Audit of Necsa report lays bare challenges facing new board

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Auditor General Kimi Makwetu. (Photo: Gallo Images)
Auditor General Kimi Makwetu. (Photo: Gallo Images)

The new board of the Nuclear Energy Corporation of South Africa will have its work cut out for it, if the corporation’s much-delayed 2018/19 annual report is anything to go by.

The Auditor General, Kimi Makwetu, slapped Necsa with a disclaimer audit opinion due to a lack of internal controls and insufficient audit evidence to confirm cash flows forecast in its financial statements.

So troubled is the corporation that it was not been able to table its annual reports and financial statements to Parliament in 2018 in accordance with the Public Finance Management Act. The Necsa integrated report for the 2018/19 financial year was only tabled in Parliament this week.

In January Minister of Mineral Resources and Energy Gwede Mantashe announced seven new board members for the corporation, to be chaired by the former chief nuclear officer at Eskom, David Nicholls.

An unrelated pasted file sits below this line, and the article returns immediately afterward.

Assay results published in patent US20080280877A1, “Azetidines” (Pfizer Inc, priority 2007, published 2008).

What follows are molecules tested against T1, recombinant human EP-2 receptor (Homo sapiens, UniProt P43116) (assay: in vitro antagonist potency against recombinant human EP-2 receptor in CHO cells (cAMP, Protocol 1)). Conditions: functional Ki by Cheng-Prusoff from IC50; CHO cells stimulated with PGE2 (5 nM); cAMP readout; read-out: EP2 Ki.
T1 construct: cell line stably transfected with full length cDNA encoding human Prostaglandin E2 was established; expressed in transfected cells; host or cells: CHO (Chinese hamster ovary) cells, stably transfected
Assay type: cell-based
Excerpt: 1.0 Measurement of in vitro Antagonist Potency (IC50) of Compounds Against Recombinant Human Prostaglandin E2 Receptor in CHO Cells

The corporation faces considerable financial and operational challenges. Earlier in 2020, the group's ability to pay salaries to staff was in doubt. Staff did in the end receive their salaries. 

Makwetu said while the corporation's annual performance report announced external sales of R402.4 million for the group in the 2018/19 financial year, supporting evidence did not agree with this and indicated a sales achievement of R380.7 million.

"I was unable to obtain sufficient appropriate audit evidence that the accounting authority has fulfilled its responsibility for the preparation and fair presentation of the consolidated and separate financial statement in accordance to international financial reporting standards," Makwetu wrote.

The auditor general said the accounting authority did not exercise adequate oversight responsibility regarding compliance with laws and regulations related to internal controls. This led to instances of non-compliance with laws and regulations.

The audit and risk committee wrote that while financial controls at the corporation were lacking, it was still considered a going concern.

"The internal financial function lacks proper control and various recommendations have been made to management towards improving the control environment," the audit and risk committee report said.

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